Myanmar authorities have seized a boat carrying 93 Rohingya Muslims who fled a displaced persons camp in Rakhine state and were heading to Malaysia, a police official from Tanintharyi region said Wednesday.
The boat carrying 28 men, 33 women, and 32 children from the Darpaing displacement camp in Rakhine’s Sittwe township was seized on Nov. 25 off the coast of Tanintharyi’s Dawei district in southern Myanmar, according to a police document.
We will send them back to their former places [of residence], said Police Colonel Sein Win of the Tanintharyi Regional Police Force. The Union government has provided a ship in which to place them for the time being, and the military has provided them with whatever they need.
Some of the Rohingya onboard had temporary identity cards, known as white cards, given mostly to members of the minority group who have yet to be verified as citizens of the country, while others have official documents that show they lived in Sittwe’s Thaechaung village tract, the document said.
The Rohingya who left their camp on Nov. 18 had to pay human traffickers 500,000 kyats (U.S. $312) each to take them to Malaysia, it said.
A naval boat found the Rohingya in the Andaman Sea after their vessel had lost its way.
Authorities are detaining them while conducting an investigation to determine if they should be prosecuted for trying to cross an international border illegally, and police are awaiting instructions from the central government on what to do with them next, said another officer who did not provide his name and regional lawmaker Bo Htway.
The Rohingya have been given medical care and meals while they stay temporarily on a large ship near a port, Bo Htway said.
Held at sea
The navy is keeping them at sea because it fears that locals may attack the Rohingya, who are despised and persecuted in Myanmar and have been blamed for terrorist attacks in Rakhine state, if they were brought ashore, the online journal The Irrawaddy said.
When RFA contacted Soe Aung, Myanmar’s deputy minister for social welfare, relief and resettlement, about what the central government plans for the latest group of Rohingya boat people, he said he didn’t know anything about it.
No one has informed our ministry about it yet, he said.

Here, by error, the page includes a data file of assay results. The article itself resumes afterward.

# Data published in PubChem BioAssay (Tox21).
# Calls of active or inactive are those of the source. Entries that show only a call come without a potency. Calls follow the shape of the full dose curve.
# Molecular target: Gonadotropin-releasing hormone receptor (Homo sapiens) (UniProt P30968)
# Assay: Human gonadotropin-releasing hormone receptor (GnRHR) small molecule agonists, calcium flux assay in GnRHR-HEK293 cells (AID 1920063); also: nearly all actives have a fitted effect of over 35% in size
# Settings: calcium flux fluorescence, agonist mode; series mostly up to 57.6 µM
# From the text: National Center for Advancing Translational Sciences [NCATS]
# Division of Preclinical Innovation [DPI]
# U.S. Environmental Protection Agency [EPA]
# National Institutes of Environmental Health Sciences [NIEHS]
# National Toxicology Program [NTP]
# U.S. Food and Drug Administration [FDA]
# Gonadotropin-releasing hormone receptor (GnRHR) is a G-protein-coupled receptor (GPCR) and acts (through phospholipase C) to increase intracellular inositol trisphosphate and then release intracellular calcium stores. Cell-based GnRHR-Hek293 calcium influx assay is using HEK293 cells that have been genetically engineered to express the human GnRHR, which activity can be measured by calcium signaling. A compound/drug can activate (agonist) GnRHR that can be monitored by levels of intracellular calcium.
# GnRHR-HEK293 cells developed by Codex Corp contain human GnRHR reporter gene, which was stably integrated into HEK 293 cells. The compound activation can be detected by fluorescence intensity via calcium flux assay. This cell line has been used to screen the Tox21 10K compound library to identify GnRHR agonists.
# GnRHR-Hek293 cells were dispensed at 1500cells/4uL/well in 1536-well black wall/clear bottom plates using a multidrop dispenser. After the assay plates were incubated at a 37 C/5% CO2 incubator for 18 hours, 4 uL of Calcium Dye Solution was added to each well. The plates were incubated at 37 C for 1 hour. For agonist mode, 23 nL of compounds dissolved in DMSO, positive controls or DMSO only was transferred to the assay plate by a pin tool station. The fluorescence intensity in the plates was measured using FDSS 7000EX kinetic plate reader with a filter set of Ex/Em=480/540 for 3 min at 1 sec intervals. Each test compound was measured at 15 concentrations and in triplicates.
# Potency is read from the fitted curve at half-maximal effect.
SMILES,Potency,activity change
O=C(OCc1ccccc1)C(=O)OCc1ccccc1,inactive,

If we need to do something for those who were arrested in Launglon, we just need to inform our regional office in Tanintharyi region, he said.
Ho Pin, Tanintharyi’s social affairs minister, said he had not been in contact with the regional government for two days while attending a meeting in Yangon, but added that the Ministry of Social Welfare, Relief and Resettlement called him Tuesday morning to inform him about the boat people.
They said their ministry will provide refugees with some food, he said.
The third attempt
The incident was the third time that Rohingya from displacement camps in Rakhine state have attempted to reach Malaysia by boat since the monsoon season ended in late October.
On Nov. 16, naval authorities rescued a group of 106 Rohingya from Rakhine camps who paid traffickers to take them to Malaysia in hopes of a better life when their boat’s engine failed and they were stranded at sea in the Andaman Sea offshore of Kyauktan township in Yangon region.
Also last week, another vessel with dozens of Rohingya from the Darpaing displacement camp who left Sittwe on Nov. 18 was detained in Rakhine state shortly after setting sail.
About 140,000 Rohingya were transferred to displacement camps in Rakhine state following communal violence with Buddhists in 2012 that left more than 200 people dead.
But in the last few years, tens of thousands of them have fled or attempted to flee persecution in Buddhist-majority Myanmar on boats organized by human traffickers and bound for other Southeast Asian nations.
Authorities had to rescue many Rohingya stranded on rickety boats in 2015 after smugglers left the boats adrift in the Andaman Sea, amid a crackdown on their illegal activities by Thai authorities.
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